Black Americans Are In The Midst Of A Cocaine Overdose Crisis

By Kelly Burch 12/14/17

Overdoses rates are highest among black Americans ages 55 to 59 and cocaine laced with fentanyl may play a role in the alarming spike.

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Media and political attention has put the opioid overdose crisis in the national dialogue more than ever before, but that conversation is leaving out a critical fact: that cocaine overdoses among black Americans are happening at a similar rate as opioid overdoses among whites. 

Still, opioid-related deaths, particularly among middle-aged white Americans, receive the vast majority of attention, while rising cocaine deaths among black and Hispanic Americans are overlooked. 

"These increases have received less attention," said Meredith Shiels, co-author of a study published last week in the Annals of Internal Medicine that found that drug overdose rates among the two groups are similar. 

"In the most recent years studied, 2012 to 2015, cocaine overdose deaths were almost as common in black men as prescription opioid deaths in white men and slightly more common in black women than deaths from heroin overdose in white women," Shiels said, according to CNN.

Overall, drug overdose rates were highest among non-Hispanic whites. Between 2000 and 2015, overdose death rates rose among black individuals from 6.1 per 100,000 people to 9 per 100,000 people; among Hispanic individuals from 4.2 per 100,000 to 6 per 100,000; and among white individuals from 5.6 per 100,000 to 15.5 per 100,000.

Those numbers “underscore that we not only have an opioid crisis but a more general drug abuse crisis,” said David Thomas, a co-author of the study and a health scientist at the National Institute on Drug Abuse (NIDA).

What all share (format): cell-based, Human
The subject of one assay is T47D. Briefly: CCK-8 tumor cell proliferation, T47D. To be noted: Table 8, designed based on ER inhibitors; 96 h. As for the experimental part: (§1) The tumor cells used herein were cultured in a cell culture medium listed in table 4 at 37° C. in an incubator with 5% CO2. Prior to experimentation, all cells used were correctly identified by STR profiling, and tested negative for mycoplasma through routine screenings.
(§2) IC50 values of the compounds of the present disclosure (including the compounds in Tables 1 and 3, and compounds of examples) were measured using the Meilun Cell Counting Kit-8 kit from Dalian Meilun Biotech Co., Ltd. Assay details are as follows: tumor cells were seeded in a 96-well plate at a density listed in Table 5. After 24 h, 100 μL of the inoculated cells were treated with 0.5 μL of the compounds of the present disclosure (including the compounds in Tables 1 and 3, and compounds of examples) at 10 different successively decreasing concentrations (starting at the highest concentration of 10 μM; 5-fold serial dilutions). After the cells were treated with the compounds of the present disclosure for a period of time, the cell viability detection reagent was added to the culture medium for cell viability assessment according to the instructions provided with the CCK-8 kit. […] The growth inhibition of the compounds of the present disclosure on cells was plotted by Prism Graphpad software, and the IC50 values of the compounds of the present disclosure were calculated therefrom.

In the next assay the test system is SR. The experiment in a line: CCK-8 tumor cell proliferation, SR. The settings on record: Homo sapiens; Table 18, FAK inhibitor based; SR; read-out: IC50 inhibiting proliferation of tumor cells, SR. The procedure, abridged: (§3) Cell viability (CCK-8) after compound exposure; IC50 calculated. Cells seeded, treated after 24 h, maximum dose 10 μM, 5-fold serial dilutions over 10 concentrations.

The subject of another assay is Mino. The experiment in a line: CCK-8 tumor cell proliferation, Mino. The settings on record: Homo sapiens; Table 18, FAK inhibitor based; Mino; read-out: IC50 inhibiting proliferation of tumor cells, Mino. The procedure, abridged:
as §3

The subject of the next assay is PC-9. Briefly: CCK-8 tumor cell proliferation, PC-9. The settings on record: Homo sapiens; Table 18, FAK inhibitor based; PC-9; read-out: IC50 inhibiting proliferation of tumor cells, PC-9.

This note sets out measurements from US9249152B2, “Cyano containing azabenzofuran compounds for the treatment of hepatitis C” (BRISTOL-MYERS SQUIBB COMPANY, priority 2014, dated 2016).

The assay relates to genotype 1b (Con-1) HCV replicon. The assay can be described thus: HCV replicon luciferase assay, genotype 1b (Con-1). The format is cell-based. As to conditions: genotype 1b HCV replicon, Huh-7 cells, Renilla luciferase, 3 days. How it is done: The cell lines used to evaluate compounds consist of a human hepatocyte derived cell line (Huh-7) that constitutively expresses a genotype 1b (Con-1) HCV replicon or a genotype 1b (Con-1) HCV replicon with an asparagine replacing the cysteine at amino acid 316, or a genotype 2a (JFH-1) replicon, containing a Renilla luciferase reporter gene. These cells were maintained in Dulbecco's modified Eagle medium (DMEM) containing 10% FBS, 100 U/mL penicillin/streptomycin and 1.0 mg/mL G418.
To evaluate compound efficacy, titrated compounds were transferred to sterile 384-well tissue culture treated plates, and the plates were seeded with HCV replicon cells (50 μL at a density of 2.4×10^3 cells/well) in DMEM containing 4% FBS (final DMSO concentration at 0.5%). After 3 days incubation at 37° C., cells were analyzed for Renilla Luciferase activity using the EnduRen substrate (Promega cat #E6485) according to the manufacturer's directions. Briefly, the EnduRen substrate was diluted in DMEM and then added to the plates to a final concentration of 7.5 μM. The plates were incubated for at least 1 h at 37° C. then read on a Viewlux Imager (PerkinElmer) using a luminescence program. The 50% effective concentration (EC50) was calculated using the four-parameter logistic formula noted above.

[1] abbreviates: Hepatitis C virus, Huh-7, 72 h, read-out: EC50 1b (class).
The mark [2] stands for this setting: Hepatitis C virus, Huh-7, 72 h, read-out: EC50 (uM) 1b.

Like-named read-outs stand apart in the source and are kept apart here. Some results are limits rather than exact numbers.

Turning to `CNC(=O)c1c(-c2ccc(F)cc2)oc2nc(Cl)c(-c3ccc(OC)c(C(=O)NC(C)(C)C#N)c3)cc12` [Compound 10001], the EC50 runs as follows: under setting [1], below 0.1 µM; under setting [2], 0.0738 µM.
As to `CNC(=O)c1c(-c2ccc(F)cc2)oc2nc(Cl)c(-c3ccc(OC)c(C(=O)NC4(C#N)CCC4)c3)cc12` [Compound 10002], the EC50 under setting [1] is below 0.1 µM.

Brandon D.L. Marshall, an associate professor in the department of epidemiology at the Brown University School of Public Health, who was not involved with the study, told CNN that there needs to be an understanding that the drug crisis is affecting all communities. 

"While overdose death rates are highest among non-Hispanic whites, the increase among African-Americans and Hispanics is alarming and deserves greater public health attention," he said.

Marshall pointed out that overdose rates among whites are highest for people ages 30 to 34, while overdoses among blacks are most common for people ages 55 to 59. He called for more research to examine this difference in overdose deaths by age and race. 

Cocaine laced with the synthetic opioid fentanyl could be contributing to overdose deaths. According to The Root, Dr. Thomas Gilson, a medical examiner in Cuyahoga County, Ohio, has testified before the U.S. Senate that drug dealers are mixing fentanyl into cocaine to get more black Americans addicted to opioids, increasing the likelihood of overdose. 

“Cocaine had been the only drug that victims were predominately African American,” Dr. Gilson told senators. “The covert introduction of fentanyl into the cocaine supply has caused a rapid rise in fatalities, and in 2017, the rate of African-American fentanyl-related deaths has doubled from 2016.”

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Kelly Burch writes about addiction and mental health issues, particularly as they affect families. Follow her on TwitterFacebook, and LinkedIn.